Understanding a non-molestation order
Nobody should endure domestic violence, and if you feel that you or your children are in any immediate danger then your first priority should be to call the police. In order to ensure that you are not subject to domestic violence in the future you can apply to the courts for a non-molestation order which will prevent your partner or ex-partner from harming you or threatening you with harm.
Always remember, it doesn’t just happen to you, please don’t be scared or embarrassed to report domestic violence. For further information, see our detailed guide on dealing with domestic violence and getting support. Below, we will take a look at some of the more common questions that are asked, in order to help you understand more about a non-molestation order.
What is a non-molestation order?
A non molestation order is a special injunction that aims to prevent a partner or former partner from harming you or your children. By harm we mean actual or the threat of physical violence, any form of harassment or intimidation, as well as psychological abuse.
Who can it be applied to?
It can be applied to any partner or previous partner including the following:
- A spouse or ex-spouse
- A civil partner or previous civil partner
- A fiancé(e) or ex-fiancé(e)
- Someone with whom you are living or used to live with
- The father or mother of your child
- Someone with whom you have had an intimate personal relationship
- A family member
All of these apply equally to same sex and mixed sex partners.
How does it protect me?
A non-molestation order is very powerful. If it is breached then it is an arrestable offence. The offender is likely to be arrested by the police and could be subject to imprisonment for a period of up to five years.
Does my partner need to know that I have applied for a non-molestation order?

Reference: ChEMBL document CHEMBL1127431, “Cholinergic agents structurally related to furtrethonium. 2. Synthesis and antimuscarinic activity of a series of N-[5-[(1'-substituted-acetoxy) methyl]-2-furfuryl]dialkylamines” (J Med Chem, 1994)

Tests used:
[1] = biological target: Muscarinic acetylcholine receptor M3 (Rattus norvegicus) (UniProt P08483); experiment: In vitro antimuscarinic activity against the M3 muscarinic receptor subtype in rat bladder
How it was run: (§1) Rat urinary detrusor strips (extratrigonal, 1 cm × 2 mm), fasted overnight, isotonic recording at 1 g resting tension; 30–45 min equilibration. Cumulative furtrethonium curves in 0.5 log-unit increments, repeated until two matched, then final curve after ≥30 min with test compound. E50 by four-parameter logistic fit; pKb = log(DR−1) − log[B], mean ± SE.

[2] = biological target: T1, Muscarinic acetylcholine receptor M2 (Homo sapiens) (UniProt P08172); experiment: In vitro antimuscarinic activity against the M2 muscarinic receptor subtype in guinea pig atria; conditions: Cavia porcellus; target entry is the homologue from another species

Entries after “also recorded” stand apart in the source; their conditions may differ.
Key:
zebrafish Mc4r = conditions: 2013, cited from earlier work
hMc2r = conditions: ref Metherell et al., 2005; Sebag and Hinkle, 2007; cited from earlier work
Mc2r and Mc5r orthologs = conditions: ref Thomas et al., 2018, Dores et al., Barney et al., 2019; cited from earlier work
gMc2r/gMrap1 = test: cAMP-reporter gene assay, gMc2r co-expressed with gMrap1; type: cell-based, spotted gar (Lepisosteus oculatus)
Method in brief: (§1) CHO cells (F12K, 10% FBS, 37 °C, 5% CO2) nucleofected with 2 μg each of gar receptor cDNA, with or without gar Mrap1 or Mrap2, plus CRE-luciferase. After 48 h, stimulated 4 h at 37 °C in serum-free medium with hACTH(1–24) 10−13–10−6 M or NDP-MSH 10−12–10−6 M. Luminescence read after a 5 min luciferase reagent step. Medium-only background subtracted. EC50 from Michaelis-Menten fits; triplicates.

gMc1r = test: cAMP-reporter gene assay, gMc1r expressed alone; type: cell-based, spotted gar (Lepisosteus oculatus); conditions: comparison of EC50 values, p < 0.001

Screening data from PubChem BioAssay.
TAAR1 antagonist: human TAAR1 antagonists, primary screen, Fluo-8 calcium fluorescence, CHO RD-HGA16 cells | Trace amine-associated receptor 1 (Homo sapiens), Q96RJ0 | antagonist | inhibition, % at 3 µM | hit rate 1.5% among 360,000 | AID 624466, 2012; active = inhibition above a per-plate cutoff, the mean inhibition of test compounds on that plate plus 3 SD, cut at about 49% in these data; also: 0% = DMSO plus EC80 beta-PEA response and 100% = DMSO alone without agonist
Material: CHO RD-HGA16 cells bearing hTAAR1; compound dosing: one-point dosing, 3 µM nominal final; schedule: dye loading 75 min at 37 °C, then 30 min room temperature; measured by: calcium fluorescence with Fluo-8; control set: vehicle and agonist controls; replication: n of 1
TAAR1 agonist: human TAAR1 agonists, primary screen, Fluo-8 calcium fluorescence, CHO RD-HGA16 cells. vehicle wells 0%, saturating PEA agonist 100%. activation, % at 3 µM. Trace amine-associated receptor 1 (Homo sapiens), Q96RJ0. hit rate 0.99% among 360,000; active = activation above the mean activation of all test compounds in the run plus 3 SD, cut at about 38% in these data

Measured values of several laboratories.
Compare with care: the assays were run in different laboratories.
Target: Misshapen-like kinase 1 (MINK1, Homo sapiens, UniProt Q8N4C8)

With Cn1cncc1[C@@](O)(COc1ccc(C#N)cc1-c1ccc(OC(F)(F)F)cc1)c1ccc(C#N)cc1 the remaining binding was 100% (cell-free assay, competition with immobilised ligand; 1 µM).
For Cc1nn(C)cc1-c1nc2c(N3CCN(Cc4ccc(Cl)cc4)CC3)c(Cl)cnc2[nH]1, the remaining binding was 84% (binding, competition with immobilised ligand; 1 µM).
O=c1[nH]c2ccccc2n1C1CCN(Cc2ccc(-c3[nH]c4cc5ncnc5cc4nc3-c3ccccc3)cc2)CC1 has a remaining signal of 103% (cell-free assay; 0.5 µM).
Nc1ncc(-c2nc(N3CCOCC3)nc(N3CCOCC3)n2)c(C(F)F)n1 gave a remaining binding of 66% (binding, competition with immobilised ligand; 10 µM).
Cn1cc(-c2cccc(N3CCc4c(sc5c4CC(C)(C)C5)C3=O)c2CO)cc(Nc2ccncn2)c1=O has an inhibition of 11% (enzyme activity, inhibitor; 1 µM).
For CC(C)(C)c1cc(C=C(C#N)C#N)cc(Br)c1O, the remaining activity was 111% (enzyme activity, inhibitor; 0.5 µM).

No, you can do it without your partner knowing. Legally this is known as “ex-parte”. This is useful as it can give you more protection as it can be granted almost straight away.
Note that when this happens without the other side of the case being heard then the court might order another hearing in which it takes into consideration any evidence presented by the other side.
When does it come into effect?
It doesn’t come into effect until your partner has been served with it. The reason for this is that the courts have to be sure that the other party has knowledge of its existence. They can’t be charged with breaching a court order of which they have no knowledge.
How long does it last?
It can run for a fixed period or it can last indefinitely; generally it is continues to run until it is cancelled by another court order.
How do I apply for one?
You can apply for one yourself, but you will need to fill out a form called FL401. It is a fairly lengthy form and runs to ten pages including the supporting information. You need to sign three copies of it and take it to your family court. You will also need to pay the court fees of £75.
I have been served with a non-molestation order, but it was based on lies. What can I do about it?
It does happen that some people are wrongly served or believe that they have been wrongly served with a non-molestation order. If this is the case then you have the right of appeal to the courts. You have to remember that domestic violence also falls under criminal law, as it’s a crime to assault someone. If you have been wrongfully accused, you should speak to your solicitor.
Most people find that they need help with getting a non-molestation order as it can be a very distressing experience, particularly if you feel that you are in danger. Please do read our guide to domestic violence, and see the list of support groups available.
You are strongly advised to seek help from a solicitor experienced in domestic violence who will apply to the court on your behalf; in certain circumstances legal aid could be available. You can find and contact your local QualitySolicitors branch here to find out more information.